Following on my earlier post on cabinet secretaries, here is a second on bureaucrats more generally. It is based on a paper (ungated pdf) by Joshua Clinton, Anthony Bertelli, Christian Grose, David Lewis, and David Nixon. In 2007-2008, they surveyed about 2,300 federal executives, 259 of whom were political appointees. The survey included questions about roll call votes taken in Congress. Using these questions, Clinton and colleagues could then measure the ideologies of these bureaucrats alongside members of Congress and then-President Bush. Some of their findings:
- During this time period, the average appointee was more conservative than the average careerist—as one might expect, given the president who appointed them. But there is still some variation within each group. See, for example, this figure, which depicts the distributions of ideology for appointees, careerists, members of the House, and Senators (with Bush presented as a vertical line).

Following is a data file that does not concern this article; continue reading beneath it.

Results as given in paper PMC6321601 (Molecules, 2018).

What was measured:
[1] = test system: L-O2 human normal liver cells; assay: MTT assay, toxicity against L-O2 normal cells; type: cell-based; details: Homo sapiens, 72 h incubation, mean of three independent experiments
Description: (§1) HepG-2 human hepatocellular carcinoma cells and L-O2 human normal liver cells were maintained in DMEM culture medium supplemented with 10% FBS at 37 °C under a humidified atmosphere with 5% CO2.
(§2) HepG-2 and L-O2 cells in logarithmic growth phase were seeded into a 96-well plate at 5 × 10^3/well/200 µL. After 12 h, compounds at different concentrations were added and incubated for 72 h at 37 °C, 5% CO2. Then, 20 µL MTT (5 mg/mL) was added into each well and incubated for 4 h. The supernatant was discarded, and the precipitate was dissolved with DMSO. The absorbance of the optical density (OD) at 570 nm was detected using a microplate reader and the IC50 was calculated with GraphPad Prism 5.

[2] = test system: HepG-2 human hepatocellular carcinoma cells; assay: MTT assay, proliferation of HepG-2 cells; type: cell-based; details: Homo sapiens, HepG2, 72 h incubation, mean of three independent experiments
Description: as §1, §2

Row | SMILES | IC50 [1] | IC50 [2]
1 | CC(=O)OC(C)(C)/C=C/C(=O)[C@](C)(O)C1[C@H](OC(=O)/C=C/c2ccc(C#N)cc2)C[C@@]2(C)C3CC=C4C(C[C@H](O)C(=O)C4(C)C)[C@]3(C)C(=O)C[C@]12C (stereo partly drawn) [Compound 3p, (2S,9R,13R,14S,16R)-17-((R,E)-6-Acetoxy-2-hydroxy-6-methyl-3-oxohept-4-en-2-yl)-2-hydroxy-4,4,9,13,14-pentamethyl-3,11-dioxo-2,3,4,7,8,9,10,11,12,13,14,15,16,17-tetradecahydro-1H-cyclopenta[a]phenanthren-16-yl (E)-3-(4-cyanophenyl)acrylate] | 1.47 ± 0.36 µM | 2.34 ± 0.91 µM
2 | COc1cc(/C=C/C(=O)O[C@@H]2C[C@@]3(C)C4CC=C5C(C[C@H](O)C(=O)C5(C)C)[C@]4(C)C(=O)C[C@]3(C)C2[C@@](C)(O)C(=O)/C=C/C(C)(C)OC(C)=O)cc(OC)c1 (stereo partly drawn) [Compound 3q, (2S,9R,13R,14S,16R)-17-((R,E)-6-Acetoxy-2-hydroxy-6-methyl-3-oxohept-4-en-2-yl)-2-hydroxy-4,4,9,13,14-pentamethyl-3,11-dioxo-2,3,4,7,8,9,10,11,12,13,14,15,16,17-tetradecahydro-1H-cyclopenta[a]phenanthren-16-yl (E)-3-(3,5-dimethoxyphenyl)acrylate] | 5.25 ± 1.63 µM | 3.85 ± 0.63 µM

- That said, bureaucrats of both varieties are far more centrist than Democrats and Republicans in Congress and than President Bush.
- They then aggregate the survey responses to measure the average ideology of various federal agencies. And here’s where it gets really interesting. When agencies are ideologically far from the average member of Congress, the longer and more detailed are the laws that Congress passes to govern that agency. In other words, when an agency is ideologically distant from Congress, Congress appears to afford that agency less discretion, as manifest in its insistence on these detailed legal rules.
The motivation for this post and the earlier one was the suggestion of a Monkey Cage reader, who suggested looking for presidential influence in places other than legislation. I think the papers discussed in both posts show some evidence of influence, in that presidential appointees will be closer to the president’s point of view than, say, career bureaucrats. But this influence should not be overstated. Not all appointees have the same views as the president. Moreover, as above finding about discretion suggests, Congress also acts to influence how bureaucrats act. So the president’s power of appointment is not the only power at work.